This relationship can help Suleiman gain the support of some — if not many — Salafi groups.
In fact, according to reputable sources, Suleiman has already started building Salafi support.
Suleiman belongs to “Al-Ashraf,” or the family decedents of the Prophet Mohamed.
This is sufficient to bring millions of Sufis — who have the prophet, his family, and his decedents as a central part of their Islamic believe — to support Suleiman.
Sufi Muslims, who practice a mystical and relatively peaceful form of Islam, are likely to choose Suleiman as he is seen as a Sufi by some of them. He is also seen as a powerful man who will protect Sufi shrines from violent attacks by Salafi Islamists.
Despite the repeated attempts of the Muslim Brotherhood to reassure the West regarding issues of concern — such as the peace treaty between Israel and Egypt — Suleiman remains a much better option for the West as he can be trusted on critical issues.
The brotherhood has already broken promises several times since coming to power.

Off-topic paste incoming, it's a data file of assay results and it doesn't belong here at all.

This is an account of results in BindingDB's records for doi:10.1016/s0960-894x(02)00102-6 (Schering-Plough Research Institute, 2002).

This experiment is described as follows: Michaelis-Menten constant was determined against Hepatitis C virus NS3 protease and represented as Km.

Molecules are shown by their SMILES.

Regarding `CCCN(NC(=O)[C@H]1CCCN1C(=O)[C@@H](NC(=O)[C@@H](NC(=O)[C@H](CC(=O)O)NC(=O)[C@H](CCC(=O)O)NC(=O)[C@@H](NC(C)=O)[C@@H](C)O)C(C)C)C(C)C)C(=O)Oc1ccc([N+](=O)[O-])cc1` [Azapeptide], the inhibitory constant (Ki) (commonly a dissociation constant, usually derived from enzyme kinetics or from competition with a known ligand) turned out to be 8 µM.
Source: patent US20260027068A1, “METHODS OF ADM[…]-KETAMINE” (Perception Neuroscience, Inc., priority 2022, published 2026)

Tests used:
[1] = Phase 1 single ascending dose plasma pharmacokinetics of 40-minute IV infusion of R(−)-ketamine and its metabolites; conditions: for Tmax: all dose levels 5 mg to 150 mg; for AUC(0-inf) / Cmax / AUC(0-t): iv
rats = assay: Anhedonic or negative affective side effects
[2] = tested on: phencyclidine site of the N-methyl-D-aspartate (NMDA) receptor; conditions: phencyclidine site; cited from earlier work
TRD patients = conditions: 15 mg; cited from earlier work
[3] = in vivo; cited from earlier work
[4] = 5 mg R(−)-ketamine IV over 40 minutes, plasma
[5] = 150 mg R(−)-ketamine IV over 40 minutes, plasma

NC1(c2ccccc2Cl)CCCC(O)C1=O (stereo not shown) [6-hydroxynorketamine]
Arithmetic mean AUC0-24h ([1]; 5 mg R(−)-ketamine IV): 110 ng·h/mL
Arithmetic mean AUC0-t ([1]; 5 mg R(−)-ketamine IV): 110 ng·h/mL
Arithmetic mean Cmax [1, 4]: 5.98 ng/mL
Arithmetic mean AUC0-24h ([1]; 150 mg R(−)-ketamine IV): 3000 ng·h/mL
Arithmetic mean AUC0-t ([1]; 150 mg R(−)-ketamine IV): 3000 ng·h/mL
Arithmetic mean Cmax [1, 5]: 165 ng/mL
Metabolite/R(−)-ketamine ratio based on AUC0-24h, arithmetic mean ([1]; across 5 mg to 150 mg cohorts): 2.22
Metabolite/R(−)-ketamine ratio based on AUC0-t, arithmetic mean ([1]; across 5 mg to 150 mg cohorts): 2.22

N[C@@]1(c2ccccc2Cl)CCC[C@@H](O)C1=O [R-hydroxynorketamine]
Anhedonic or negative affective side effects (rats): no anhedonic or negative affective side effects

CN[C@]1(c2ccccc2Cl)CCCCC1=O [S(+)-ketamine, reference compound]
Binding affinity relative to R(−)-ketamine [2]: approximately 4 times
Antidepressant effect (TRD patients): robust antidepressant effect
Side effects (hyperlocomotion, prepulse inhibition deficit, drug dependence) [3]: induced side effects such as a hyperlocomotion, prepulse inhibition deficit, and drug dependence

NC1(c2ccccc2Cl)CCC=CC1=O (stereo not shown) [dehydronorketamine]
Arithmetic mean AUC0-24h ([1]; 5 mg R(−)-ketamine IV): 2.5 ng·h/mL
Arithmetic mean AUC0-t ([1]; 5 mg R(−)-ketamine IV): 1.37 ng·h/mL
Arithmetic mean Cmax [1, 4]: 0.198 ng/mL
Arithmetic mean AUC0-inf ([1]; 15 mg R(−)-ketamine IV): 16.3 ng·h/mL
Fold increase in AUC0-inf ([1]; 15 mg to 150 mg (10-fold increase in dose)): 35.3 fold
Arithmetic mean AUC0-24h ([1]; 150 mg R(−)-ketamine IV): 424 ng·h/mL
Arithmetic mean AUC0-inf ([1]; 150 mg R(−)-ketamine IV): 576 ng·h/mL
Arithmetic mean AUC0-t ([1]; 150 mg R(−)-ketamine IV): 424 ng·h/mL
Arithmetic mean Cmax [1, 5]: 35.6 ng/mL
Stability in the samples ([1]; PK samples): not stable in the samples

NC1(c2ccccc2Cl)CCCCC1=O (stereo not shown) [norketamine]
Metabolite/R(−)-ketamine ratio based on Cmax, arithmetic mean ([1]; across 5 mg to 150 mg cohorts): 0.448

While Suleiman’s ties to the former Mubarak regime will pose an obstacle for him and may stir some anger, he is likely to benefit more from his position of head of Egyptian intelligence than be hindered by it.
There is no clear evidence to tie him to corruption. And let’s not forget that Suleiman has a very real advantage in knowing the weaknesses of his Islamist rivals as well as the dirty tactics they used to win the recent parliamentary elections.
The loss of hope in the revolution, along with a new hope by many Egyptians that Suleiman can return the country to stability is likely to make Suleiman the next president of Egypt.
The lingering question that has yet to be answered is whether Suleiman can in fact return stability to Egypt.
Dr. Tawfik Hamid is the author of "Inside Jihad: Understanding and Confronting Radical Islam." Read more reports from Tawfik Hamid — Click Here Now.